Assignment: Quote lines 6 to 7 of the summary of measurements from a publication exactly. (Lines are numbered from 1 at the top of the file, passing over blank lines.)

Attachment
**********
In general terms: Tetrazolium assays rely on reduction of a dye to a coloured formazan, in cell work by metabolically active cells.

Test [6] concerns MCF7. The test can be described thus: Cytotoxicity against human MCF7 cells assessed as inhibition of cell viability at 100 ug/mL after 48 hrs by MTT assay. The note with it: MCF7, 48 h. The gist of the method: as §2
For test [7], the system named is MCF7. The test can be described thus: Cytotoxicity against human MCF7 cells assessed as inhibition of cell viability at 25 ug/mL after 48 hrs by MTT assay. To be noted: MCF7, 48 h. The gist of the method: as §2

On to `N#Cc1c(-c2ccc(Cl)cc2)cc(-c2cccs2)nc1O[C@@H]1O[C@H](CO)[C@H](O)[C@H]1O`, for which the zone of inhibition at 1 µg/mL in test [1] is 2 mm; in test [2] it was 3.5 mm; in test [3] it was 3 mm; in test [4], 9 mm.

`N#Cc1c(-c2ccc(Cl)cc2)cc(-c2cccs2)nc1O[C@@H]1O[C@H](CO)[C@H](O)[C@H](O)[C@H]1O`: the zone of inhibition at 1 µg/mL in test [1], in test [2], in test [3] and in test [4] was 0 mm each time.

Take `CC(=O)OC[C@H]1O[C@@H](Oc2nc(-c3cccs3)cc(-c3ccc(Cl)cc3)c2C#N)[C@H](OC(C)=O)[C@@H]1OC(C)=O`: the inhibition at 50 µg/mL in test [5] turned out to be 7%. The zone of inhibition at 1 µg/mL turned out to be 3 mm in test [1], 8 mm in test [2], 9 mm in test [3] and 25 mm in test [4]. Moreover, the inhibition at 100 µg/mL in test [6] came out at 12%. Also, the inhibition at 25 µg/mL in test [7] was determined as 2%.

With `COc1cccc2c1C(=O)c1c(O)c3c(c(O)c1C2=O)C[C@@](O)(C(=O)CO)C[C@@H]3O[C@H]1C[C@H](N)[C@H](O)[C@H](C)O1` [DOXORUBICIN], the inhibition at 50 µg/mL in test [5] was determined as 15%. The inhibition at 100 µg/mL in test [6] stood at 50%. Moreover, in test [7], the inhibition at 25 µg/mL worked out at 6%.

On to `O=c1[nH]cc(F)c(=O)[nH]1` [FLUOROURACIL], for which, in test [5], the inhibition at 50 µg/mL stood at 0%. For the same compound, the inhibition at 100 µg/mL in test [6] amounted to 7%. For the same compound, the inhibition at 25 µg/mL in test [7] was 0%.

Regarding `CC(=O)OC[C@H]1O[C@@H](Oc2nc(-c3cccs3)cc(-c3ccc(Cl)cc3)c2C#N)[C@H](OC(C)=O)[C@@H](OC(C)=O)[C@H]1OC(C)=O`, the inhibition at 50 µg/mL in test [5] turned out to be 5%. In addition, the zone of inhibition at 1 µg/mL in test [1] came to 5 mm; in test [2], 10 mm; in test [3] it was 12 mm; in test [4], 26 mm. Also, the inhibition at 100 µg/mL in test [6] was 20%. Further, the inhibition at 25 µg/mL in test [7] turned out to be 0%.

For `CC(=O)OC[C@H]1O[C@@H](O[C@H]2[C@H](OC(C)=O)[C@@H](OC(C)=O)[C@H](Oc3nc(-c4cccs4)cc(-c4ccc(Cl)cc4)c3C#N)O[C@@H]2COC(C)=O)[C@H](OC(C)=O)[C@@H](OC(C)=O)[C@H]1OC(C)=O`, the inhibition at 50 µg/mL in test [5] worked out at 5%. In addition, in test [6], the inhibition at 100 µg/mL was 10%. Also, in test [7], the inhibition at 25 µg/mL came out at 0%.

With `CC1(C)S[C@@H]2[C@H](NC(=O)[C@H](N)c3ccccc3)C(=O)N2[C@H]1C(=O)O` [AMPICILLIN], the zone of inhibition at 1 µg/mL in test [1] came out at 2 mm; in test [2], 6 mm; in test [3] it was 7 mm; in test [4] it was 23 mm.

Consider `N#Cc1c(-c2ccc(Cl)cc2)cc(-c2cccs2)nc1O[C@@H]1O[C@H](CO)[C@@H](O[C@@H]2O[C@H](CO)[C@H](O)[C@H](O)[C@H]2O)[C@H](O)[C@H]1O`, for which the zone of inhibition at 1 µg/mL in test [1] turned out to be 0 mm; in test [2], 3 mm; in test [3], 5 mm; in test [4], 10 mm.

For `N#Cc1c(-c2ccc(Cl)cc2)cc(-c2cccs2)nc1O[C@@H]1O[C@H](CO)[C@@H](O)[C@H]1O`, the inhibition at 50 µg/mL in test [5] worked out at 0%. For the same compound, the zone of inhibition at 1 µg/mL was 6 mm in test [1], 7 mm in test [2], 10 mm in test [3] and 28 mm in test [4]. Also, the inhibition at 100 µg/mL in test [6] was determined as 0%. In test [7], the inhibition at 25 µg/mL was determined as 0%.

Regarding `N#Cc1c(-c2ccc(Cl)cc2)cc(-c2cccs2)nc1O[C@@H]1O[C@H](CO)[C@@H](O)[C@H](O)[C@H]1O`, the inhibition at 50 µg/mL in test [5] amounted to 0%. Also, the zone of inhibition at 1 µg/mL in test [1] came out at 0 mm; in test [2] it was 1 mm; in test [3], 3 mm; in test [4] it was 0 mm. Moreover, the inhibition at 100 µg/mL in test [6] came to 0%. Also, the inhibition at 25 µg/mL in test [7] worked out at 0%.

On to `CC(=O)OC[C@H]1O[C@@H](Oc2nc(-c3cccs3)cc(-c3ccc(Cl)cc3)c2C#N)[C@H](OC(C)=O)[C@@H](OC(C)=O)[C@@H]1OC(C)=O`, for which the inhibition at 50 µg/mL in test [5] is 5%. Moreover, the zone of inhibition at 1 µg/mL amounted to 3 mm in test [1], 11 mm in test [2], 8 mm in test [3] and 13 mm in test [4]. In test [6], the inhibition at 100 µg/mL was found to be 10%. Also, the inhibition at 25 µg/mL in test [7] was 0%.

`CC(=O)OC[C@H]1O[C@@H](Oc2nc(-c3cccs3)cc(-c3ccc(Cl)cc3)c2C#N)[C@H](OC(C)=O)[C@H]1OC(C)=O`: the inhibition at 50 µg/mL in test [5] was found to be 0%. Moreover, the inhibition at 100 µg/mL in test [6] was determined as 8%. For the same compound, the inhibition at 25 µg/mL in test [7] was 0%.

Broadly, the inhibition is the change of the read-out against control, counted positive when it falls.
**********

Take `CC(=O)OC[C@H]1O[C@@H](Oc2nc(-c3cccs3)cc(-c3ccc(Cl)cc3)c2C#N)[C@H](OC(C)=O)[C@@H]1OC(C)=O`: the inhibition at 50 µg/mL in test [5] turned out to be 7%. The zone of inhibition at 1 µg/mL turned out to be 3 mm in test [1], 8 mm in test [2], 9 mm in test [3] and 25 mm in test [4]. Moreover, the inhibition at 100 µg/mL in test [6] came out at 12%. Also, the inhibition at 25 µg/mL in test [7] was determined as 2%.

With `COc1cccc2c1C(=O)c1c(O)c3c(c(O)c1C2=O)C[C@@](O)(C(=O)CO)C[C@@H]3O[C@H]1C[C@H](N)[C@H](O)[C@H](C)O1` [DOXORUBICIN], the inhibition at 50 µg/mL in test [5] was determined as 15%. The inhibition at 100 µg/mL in test [6] stood at 50%. Moreover, in test [7], the inhibition at 25 µg/mL worked out at 6%.